- Package and label all food products with the name of the product, ingredients (in order of their prevalence by weight), a list of allergens, net weight of contents (if selling by weight), county of production and registration or permit number issued by the local county health department. The address of the cottage food operation also must be on the label unless the address is in the phone book.
- Adhere to sanitary procedures outlined in the California Health and Safety Code, including washing, rinsing and sanitizing all surfaces and utensils before use in food preparation, washing hands before handling food, keeping all ingredients in sealed containers when not in use, and other such standard procedures.
Other Components of the Law
- Cottage food products can be sold directly to consumers anywhere in California provided that the cottage food operator obtains the proper registration or permit and follows the safe food handling requirements specified in the law.
- Indirect sales (eg sales through local shops, cafes and restaurants) are generally going to be limited to within the county where the food was produced, however, individual county environmental health departments may choose to coordinate with one another and allow for indirect sales of cottage food products across county lines. If you want to sell indirectly in another county, contact that county's environmental health department to inquire about their policy.
- Cottage food operations may not exceed a certain amount of gross annual revenue. The limit is currently $50,000.
- In addition to help from family or household members, cottage food operations may also have up to one full time equivalent employee. NOTE: the Homemade Food Act does not provide any exemptions to employment laws. Cottage food operators who hire employees should understand how to comply with employment law.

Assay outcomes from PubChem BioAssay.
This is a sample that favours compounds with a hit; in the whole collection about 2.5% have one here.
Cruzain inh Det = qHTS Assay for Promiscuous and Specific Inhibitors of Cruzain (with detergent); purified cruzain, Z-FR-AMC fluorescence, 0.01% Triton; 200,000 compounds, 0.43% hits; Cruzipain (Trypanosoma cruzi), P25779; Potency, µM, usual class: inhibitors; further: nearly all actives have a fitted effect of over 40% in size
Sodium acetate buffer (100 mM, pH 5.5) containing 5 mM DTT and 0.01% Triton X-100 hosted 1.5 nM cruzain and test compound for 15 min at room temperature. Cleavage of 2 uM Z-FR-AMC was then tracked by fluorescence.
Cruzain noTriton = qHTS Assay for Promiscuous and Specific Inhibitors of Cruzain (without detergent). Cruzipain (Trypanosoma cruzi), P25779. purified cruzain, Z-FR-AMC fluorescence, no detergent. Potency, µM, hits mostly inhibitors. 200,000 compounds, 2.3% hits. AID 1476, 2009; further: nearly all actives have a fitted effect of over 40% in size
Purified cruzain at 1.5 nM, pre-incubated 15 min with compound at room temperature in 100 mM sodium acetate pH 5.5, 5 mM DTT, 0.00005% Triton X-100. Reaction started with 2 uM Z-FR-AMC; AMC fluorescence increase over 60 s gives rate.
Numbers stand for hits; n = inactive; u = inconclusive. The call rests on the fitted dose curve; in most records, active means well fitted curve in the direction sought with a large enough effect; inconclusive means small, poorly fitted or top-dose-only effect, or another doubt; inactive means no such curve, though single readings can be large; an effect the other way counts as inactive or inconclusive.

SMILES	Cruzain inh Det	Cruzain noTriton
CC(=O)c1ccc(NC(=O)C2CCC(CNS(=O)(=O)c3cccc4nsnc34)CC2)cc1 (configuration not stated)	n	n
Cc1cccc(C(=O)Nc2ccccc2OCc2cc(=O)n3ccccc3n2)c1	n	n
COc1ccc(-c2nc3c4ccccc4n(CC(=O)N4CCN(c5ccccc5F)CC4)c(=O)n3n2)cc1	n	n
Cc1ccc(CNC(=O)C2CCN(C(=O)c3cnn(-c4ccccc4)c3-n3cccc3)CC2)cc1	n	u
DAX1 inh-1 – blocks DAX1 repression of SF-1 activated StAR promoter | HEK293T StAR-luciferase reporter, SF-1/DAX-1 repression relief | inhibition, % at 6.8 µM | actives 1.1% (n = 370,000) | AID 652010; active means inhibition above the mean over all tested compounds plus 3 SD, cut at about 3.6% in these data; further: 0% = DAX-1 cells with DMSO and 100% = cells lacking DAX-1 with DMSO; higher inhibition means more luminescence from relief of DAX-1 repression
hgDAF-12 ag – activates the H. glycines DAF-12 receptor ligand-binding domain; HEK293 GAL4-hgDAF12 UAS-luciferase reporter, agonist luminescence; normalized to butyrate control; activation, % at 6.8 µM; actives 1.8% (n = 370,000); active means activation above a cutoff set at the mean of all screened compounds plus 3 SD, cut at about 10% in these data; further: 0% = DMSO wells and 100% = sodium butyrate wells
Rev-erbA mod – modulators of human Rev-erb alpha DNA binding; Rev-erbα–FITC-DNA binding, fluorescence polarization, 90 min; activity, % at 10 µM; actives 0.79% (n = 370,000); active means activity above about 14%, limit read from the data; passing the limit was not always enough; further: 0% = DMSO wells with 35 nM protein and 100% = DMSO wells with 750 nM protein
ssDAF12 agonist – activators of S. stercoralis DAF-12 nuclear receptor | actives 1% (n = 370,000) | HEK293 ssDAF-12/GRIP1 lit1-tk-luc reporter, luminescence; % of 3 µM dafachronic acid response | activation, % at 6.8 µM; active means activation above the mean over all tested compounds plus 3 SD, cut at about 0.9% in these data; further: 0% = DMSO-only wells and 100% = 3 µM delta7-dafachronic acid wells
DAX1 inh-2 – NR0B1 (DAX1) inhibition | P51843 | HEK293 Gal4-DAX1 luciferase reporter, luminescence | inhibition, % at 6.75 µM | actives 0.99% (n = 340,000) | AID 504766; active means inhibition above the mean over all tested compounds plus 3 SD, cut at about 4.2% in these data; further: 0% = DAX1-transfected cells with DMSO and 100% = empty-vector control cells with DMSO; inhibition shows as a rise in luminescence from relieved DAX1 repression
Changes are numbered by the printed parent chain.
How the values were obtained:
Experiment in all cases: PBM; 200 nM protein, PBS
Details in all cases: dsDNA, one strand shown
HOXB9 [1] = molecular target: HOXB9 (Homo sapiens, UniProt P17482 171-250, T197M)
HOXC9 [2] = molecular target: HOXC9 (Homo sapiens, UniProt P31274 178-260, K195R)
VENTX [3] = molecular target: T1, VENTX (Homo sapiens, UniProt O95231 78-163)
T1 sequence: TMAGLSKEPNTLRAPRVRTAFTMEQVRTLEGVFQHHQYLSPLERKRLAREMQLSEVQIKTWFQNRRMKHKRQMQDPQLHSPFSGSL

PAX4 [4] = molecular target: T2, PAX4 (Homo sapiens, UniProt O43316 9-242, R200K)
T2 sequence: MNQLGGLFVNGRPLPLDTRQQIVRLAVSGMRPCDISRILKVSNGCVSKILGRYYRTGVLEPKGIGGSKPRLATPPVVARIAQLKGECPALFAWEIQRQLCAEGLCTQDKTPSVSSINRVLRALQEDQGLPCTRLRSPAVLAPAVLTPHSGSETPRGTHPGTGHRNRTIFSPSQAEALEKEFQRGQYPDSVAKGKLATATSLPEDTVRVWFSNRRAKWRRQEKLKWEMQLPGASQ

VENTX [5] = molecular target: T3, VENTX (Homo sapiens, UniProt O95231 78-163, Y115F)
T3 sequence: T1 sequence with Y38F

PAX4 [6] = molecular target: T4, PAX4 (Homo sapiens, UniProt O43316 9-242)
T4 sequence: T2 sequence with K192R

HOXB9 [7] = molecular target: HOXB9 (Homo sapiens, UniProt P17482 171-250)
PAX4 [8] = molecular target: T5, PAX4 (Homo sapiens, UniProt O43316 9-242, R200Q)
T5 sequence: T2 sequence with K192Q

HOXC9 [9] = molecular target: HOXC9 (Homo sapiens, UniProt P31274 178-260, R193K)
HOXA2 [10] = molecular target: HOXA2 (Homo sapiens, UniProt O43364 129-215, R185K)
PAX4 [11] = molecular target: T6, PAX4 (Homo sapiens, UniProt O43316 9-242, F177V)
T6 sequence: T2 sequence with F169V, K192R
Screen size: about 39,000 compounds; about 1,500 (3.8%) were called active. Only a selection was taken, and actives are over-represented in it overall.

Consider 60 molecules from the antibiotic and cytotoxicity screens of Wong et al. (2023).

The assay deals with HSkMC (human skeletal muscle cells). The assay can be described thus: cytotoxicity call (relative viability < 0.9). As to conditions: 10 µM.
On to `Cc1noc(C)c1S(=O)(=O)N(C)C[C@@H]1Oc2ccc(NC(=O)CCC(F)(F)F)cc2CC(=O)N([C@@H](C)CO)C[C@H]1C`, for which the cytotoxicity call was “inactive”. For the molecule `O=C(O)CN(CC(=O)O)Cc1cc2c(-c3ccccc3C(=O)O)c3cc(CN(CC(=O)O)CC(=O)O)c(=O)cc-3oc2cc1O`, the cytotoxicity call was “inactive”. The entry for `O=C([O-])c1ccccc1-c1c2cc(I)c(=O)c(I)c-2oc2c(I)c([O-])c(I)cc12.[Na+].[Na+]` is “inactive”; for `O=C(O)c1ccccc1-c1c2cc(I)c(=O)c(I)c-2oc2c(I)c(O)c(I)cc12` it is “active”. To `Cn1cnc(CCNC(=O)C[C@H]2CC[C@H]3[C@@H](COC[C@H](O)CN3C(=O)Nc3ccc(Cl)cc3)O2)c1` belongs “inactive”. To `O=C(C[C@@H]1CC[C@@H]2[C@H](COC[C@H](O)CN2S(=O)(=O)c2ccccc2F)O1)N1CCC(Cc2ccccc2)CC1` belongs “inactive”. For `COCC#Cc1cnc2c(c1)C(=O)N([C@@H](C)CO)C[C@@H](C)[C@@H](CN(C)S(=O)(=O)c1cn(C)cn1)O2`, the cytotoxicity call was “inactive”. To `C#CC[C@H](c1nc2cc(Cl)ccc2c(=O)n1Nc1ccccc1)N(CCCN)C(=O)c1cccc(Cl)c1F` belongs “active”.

- There are different interpretations of the law regarding whether cottage food operators can mail products to consumers. See the Frequently Asked Questions page for more information.
- While preparing homemade food products for sale, small children and pets may not be in the kitchen (they can be elsewhere in the house). Smoking, other non-commercial meal preparation, washing clothes and other such household activities may not take place in the kitchen while “cottage food” products are being made.
- While cottage food operations are exempt from certain facility requirements in the California Health and Safety Code, cottage food operations are still generally subject to other laws affecting businesses, including tax, employment and other such laws. Please see our other general food enterprise resources available to assist cottage food operations and other small food businesses navigate some of these laws.
Your local county department of environmental health should have additional information specific to your county (or city) regarding applying for permits, fees, registration forms, and questions about specific food items.
California Department of Public Health (CDPH) has a web page with information on cottage food here.